Lifting the lid on police misconduct | WISE Workplace

Co-workers were the primary source of allegations of misconduct against off duty police officers in NSW, a Police Integrity Commission (PIC) report has found. Evidence contained in the report released recently rebuts the call for more stringent whistleblower legislation. But the report supports the idea that a healthy corporate culture includes the ability of co-workers to report on misconduct of fellow workers. And developing a confidential helpline where workers can get advice and make complaints is a first step in ensuring the misconduct does not become the accepted norm. Ensuring that complaints are investigated and appropriate action is taken and "seen to be taken" are also integral to supporting healthy productive workforce.

The aim of the study was to provide information about the characteristics of complaints regarding misconduct that occurs when police officers are off duty. Complaints made about police officers regarding alleged incidents of misconduct that occurred between May-July 2009 were considered in the study. In total, 973 complaints were considered and 125, or one in eight (and possibly up to 169, or one in six), described an incident that occurred when a police officer was off duty.

The most common types of alleged misconduct were related to secondary employment, offences punishable by conviction, improper associations and harassment. More than a third of all issues about alleged misconduct within the complaints led to disciplinary action (referred to as management action by the NSW Police Force). In total, 136 police officers of varying ages and ranks were alleged to have engaged in misconduct while off duty during the period in review. Of those, probationary constables aged between 21 and 25 attracted a larger percentage of complaints. And 76.5 per cent were male and 23.5 per cent were female – similar to the distribution of male and female officers in the NSW Police Force.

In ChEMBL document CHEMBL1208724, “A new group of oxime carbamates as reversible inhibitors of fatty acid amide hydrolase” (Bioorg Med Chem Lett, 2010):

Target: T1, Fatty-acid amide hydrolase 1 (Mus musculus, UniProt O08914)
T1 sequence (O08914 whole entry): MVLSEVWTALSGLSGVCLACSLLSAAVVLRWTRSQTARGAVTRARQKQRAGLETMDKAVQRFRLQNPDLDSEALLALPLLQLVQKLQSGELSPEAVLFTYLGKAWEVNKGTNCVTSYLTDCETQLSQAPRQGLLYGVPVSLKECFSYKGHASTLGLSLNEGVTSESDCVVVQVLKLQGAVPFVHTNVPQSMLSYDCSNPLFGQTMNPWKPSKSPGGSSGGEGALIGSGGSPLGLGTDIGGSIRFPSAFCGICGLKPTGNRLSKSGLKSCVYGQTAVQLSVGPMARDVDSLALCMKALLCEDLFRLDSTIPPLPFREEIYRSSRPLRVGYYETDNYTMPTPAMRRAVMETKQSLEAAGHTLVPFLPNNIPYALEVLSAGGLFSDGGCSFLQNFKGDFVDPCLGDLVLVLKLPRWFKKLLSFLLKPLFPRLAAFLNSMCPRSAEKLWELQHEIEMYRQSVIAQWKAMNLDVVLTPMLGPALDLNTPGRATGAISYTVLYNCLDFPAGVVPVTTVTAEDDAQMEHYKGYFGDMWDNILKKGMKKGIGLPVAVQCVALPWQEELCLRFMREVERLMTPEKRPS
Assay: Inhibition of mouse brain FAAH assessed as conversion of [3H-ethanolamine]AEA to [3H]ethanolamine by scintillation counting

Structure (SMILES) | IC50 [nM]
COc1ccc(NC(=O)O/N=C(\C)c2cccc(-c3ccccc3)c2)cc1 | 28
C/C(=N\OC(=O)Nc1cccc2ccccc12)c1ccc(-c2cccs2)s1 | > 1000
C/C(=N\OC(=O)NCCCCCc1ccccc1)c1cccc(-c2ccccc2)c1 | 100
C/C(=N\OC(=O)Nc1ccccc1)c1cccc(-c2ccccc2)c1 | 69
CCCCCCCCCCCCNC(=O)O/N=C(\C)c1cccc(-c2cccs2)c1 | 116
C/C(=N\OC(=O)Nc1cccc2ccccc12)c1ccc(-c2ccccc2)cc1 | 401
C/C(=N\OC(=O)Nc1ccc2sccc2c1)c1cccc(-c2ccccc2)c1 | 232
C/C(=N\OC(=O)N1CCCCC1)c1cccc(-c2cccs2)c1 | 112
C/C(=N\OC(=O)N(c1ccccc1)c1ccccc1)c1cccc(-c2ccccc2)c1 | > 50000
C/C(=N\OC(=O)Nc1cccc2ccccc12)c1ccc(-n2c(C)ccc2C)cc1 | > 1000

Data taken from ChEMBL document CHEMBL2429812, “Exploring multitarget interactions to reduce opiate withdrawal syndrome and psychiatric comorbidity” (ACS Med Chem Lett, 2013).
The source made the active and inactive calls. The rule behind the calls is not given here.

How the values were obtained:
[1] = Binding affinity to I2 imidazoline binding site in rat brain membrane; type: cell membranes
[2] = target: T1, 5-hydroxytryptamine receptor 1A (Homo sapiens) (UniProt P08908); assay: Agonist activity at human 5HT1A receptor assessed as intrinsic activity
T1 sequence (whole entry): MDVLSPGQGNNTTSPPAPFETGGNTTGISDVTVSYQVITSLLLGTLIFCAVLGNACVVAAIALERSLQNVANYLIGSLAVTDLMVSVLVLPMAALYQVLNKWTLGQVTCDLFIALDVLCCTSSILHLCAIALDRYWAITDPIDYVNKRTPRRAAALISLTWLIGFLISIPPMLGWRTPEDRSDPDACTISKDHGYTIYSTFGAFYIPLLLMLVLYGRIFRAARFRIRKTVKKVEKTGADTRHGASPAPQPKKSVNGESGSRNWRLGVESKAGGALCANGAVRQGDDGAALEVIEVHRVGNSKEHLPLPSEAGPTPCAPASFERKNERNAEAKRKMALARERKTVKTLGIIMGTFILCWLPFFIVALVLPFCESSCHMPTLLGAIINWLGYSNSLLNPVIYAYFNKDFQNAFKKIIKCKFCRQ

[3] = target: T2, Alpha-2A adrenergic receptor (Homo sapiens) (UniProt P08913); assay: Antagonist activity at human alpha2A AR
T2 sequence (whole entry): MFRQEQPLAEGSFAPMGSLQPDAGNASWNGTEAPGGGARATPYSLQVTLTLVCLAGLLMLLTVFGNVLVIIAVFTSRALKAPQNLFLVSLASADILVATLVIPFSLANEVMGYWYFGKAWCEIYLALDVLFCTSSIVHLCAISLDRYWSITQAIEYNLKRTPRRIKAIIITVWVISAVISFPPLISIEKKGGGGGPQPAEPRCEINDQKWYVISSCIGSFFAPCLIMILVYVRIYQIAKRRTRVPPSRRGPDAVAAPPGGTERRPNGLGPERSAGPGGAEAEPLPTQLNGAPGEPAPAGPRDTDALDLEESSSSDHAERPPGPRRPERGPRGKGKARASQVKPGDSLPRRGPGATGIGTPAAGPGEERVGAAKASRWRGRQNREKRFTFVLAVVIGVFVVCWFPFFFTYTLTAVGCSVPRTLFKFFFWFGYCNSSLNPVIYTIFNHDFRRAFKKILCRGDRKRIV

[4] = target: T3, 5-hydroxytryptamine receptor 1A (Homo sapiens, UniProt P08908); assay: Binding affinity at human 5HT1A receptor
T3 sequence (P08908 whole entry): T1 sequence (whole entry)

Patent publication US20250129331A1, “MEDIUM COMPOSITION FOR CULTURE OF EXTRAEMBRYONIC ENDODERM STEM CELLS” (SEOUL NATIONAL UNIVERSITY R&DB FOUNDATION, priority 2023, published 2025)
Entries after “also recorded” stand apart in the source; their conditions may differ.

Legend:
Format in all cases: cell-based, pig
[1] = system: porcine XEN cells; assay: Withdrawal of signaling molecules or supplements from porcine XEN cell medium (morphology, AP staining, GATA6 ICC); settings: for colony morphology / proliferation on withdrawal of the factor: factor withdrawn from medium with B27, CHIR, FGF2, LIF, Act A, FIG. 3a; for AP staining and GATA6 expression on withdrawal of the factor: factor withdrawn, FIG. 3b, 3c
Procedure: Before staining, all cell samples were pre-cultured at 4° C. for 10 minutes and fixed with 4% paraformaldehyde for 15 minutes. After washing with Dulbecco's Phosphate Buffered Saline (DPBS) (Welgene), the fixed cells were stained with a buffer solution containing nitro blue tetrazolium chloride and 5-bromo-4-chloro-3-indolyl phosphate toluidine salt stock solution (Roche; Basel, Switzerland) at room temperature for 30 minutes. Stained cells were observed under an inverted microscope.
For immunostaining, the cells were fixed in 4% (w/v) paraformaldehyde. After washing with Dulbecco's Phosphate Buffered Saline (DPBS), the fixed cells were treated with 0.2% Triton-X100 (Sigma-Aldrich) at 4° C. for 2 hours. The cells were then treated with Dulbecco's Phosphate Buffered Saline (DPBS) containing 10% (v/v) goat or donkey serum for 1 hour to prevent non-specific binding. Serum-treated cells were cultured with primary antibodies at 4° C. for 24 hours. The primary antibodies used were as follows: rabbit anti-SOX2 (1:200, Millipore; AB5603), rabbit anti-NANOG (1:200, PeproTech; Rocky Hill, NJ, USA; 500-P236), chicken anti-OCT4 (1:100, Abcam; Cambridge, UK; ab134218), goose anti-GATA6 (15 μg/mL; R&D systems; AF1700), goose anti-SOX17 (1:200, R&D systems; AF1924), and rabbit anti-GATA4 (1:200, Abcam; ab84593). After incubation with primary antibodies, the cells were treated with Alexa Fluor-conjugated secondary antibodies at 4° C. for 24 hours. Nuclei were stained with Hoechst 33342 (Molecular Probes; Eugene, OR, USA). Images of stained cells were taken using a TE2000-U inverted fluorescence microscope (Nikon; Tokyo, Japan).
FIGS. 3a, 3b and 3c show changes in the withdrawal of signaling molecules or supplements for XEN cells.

The NSW Police Force Code of Conduct clearly states that police officers must be mindful of their conduct, whether on or off duty. Inappropriate or unlawful behaviour will not be tolerated. Failure to comply with the Code of Conduct and Ethics, along with other NSW Police Force policies and documents, may result in management action.

Significantly, the report found complaints about off duty police officers were most commonly made by other police officers (58.4%). This was followed by members of the public (26.4%) and anonymous informants (12.8%). About 2.4% of complaints were referred to the NSW Police Force by the PIC (2.4%) when off duty misconduct was discovered during other investigations.

The most common types of misconduct included allegations of drunken or inappropriate behaviour, unprofessional or unreasonable conduct, unauthorised secondary employment and loss, inadequate security of, or damage to NSW Police property. They also included allegations of rorting leave, posting inappropriate comments on social networking sites, being in possession of counterfeit DVD's and releasing confidential information.

More serious (criminal) allegations included allegations of entering premises without permission, fraud, assault, indecent assault, sexual assault, bribery, improper associations, protection of persons involved in drugs, giving favours to persons who are suspected to be involved in criminal activity, conflicts of interest, unauthorised secondary employment, failure to comply with statutory obligations and police officers being the subjects of apprehended violence orders.

The report notes that off duty misconduct can have consequences for the officers involved and it can tarnish the reputation of the NSW Police Force, which can lead to a decline in public confidence in the force. Preventing off duty misconduct is a "sensible way" of reducing the risk to the reputations of individual officers as well as to the NSW Police Force as a whole, the report suggested.

Such prevention is, however, a challenging task. It is particularly difficult because even though NSW Police Force employees are bound by the Code of Conduct and Ethics and other policies while off duty, they are not at their workplace – a controlled operational environment. They are not necessarily accountable for all of their actions while off duty and they have no supervision or peer support. Also, while employees are off duty they are faced with different problems, scenarios and issues than they face at work.

The report noted the NSW Police Force had various measures in place designed to prevent misconduct by off duty officers. This included organisational-wide training, policies and procedures to manage the risk and raise awareness of the issue. Police officers are encouraged to report any incident of misconduct involving other off duty officers – without fear of recrimination. The results suggest that additional awareness and training programs should be targeted to young officers and probationary constables who may be at a higher risk of engaging in off duty misconduct than other police officers.